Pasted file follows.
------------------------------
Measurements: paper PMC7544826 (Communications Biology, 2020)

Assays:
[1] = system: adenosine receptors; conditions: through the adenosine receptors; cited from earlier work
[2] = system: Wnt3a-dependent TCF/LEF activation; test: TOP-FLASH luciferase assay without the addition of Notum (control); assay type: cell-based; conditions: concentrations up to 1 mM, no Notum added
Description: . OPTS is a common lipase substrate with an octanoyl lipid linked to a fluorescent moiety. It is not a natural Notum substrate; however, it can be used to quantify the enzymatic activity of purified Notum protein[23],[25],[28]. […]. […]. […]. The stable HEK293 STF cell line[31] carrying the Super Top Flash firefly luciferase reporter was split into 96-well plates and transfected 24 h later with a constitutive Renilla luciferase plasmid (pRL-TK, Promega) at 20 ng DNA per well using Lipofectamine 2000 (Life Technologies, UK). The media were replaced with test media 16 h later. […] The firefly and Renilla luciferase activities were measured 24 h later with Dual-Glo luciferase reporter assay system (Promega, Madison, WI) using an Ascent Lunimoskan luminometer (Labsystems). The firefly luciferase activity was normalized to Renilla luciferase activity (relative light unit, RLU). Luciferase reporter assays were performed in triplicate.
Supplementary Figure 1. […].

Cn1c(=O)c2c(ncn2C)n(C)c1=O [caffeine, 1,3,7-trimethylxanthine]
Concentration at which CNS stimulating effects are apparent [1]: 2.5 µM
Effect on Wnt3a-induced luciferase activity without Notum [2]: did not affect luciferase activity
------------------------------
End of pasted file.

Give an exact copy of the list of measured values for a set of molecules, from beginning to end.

Measurements: paper PMC7544826 (Communications Biology, 2020)

Assays:
[1] = system: adenosine receptors; conditions: through the adenosine receptors; cited from earlier work
[2] = system: Wnt3a-dependent TCF/LEF activation; test: TOP-FLASH luciferase assay without the addition of Notum (control); assay type: cell-based; conditions: concentrations up to 1 mM, no Notum added
Description: . OPTS is a common lipase substrate with an octanoyl lipid linked to a fluorescent moiety. It is not a natural Notum substrate; however, it can be used to quantify the enzymatic activity of purified Notum protein[23],[25],[28]. […]. […]. […]. The stable HEK293 STF cell line[31] carrying the Super Top Flash firefly luciferase reporter was split into 96-well plates and transfected 24 h later with a constitutive Renilla luciferase plasmid (pRL-TK, Promega) at 20 ng DNA per well using Lipofectamine 2000 (Life Technologies, UK). The media were replaced with test media 16 h later. […] The firefly and Renilla luciferase activities were measured 24 h later with Dual-Glo luciferase reporter assay system (Promega, Madison, WI) using an Ascent Lunimoskan luminometer (Labsystems). The firefly luciferase activity was normalized to Renilla luciferase activity (relative light unit, RLU). Luciferase reporter assays were performed in triplicate.
Supplementary Figure 1. […].

Cn1c(=O)c2c(ncn2C)n(C)c1=O [caffeine, 1,3,7-trimethylxanthine]
Concentration at which CNS stimulating effects are apparent [1]: 2.5 µM
Effect on Wnt3a-induced luciferase activity without Notum [2]: did not affect luciferase activity